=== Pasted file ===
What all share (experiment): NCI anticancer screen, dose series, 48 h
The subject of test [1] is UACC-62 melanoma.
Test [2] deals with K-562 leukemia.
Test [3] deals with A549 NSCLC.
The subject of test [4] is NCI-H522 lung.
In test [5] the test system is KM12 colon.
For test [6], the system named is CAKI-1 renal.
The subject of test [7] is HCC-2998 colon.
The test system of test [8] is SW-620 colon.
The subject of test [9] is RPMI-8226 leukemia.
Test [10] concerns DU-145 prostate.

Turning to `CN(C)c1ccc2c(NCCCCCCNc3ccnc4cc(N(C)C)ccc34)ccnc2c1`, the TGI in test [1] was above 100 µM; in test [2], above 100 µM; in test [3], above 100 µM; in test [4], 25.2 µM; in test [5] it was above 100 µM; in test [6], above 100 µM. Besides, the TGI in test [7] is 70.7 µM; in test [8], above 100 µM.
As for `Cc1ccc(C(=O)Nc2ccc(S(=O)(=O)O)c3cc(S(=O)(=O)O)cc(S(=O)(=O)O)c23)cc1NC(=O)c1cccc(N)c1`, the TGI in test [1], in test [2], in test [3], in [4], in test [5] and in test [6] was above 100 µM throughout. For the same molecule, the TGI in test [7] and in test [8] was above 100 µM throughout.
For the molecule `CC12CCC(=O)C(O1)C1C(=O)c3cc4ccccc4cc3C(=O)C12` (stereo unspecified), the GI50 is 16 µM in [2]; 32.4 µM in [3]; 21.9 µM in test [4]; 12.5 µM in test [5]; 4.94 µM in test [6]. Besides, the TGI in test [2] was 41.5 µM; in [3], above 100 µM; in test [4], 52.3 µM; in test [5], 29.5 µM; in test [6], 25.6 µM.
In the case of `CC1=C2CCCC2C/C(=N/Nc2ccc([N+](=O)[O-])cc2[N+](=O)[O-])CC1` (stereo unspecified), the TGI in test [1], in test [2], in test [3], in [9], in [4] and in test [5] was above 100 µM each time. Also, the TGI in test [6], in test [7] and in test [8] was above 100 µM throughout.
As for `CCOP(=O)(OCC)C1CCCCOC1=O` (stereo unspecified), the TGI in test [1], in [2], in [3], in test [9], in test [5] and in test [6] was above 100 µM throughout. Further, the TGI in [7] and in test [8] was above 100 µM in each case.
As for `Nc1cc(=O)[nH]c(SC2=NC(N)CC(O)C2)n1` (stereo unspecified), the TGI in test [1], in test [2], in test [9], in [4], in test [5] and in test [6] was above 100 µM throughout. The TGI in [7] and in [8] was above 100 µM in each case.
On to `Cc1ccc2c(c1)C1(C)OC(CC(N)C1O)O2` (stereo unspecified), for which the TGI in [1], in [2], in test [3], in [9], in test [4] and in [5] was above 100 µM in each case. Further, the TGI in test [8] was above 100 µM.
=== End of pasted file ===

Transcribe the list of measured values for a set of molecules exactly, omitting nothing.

What all share (experiment): NCI anticancer screen, dose series, 48 h
The subject of test [1] is UACC-62 melanoma.
Test [2] deals with K-562 leukemia.
Test [3] deals with A549 NSCLC.
The subject of test [4] is NCI-H522 lung.
In test [5] the test system is KM12 colon.
For test [6], the system named is CAKI-1 renal.
The subject of test [7] is HCC-2998 colon.
The test system of test [8] is SW-620 colon.
The subject of test [9] is RPMI-8226 leukemia.
Test [10] concerns DU-145 prostate.

Turning to `CN(C)c1ccc2c(NCCCCCCNc3ccnc4cc(N(C)C)ccc34)ccnc2c1`, the TGI in test [1] was above 100 µM; in test [2], above 100 µM; in test [3], above 100 µM; in test [4], 25.2 µM; in test [5] it was above 100 µM; in test [6], above 100 µM. Besides, the TGI in test [7] is 70.7 µM; in test [8], above 100 µM.
As for `Cc1ccc(C(=O)Nc2ccc(S(=O)(=O)O)c3cc(S(=O)(=O)O)cc(S(=O)(=O)O)c23)cc1NC(=O)c1cccc(N)c1`, the TGI in test [1], in test [2], in test [3], in [4], in test [5] and in test [6] was above 100 µM throughout. For the same molecule, the TGI in test [7] and in test [8] was above 100 µM throughout.
For the molecule `CC12CCC(=O)C(O1)C1C(=O)c3cc4ccccc4cc3C(=O)C12` (stereo unspecified), the GI50 is 16 µM in [2]; 32.4 µM in [3]; 21.9 µM in test [4]; 12.5 µM in test [5]; 4.94 µM in test [6]. Besides, the TGI in test [2] was 41.5 µM; in [3], above 100 µM; in test [4], 52.3 µM; in test [5], 29.5 µM; in test [6], 25.6 µM.
In the case of `CC1=C2CCCC2C/C(=N/Nc2ccc([N+](=O)[O-])cc2[N+](=O)[O-])CC1` (stereo unspecified), the TGI in test [1], in test [2], in test [3], in [9], in [4] and in test [5] was above 100 µM each time. Also, the TGI in test [6], in test [7] and in test [8] was above 100 µM throughout.
As for `CCOP(=O)(OCC)C1CCCCOC1=O` (stereo unspecified), the TGI in test [1], in [2], in [3], in test [9], in test [5] and in test [6] was above 100 µM throughout. Further, the TGI in [7] and in test [8] was above 100 µM in each case.
As for `Nc1cc(=O)[nH]c(SC2=NC(N)CC(O)C2)n1` (stereo unspecified), the TGI in test [1], in test [2], in test [9], in [4], in test [5] and in test [6] was above 100 µM throughout. The TGI in [7] and in [8] was above 100 µM in each case.
On to `Cc1ccc2c(c1)C1(C)OC(CC(N)C1O)O2` (stereo unspecified), for which the TGI in [1], in [2], in test [3], in [9], in test [4] and in [5] was above 100 µM in each case. Further, the TGI in test [8] was above 100 µM.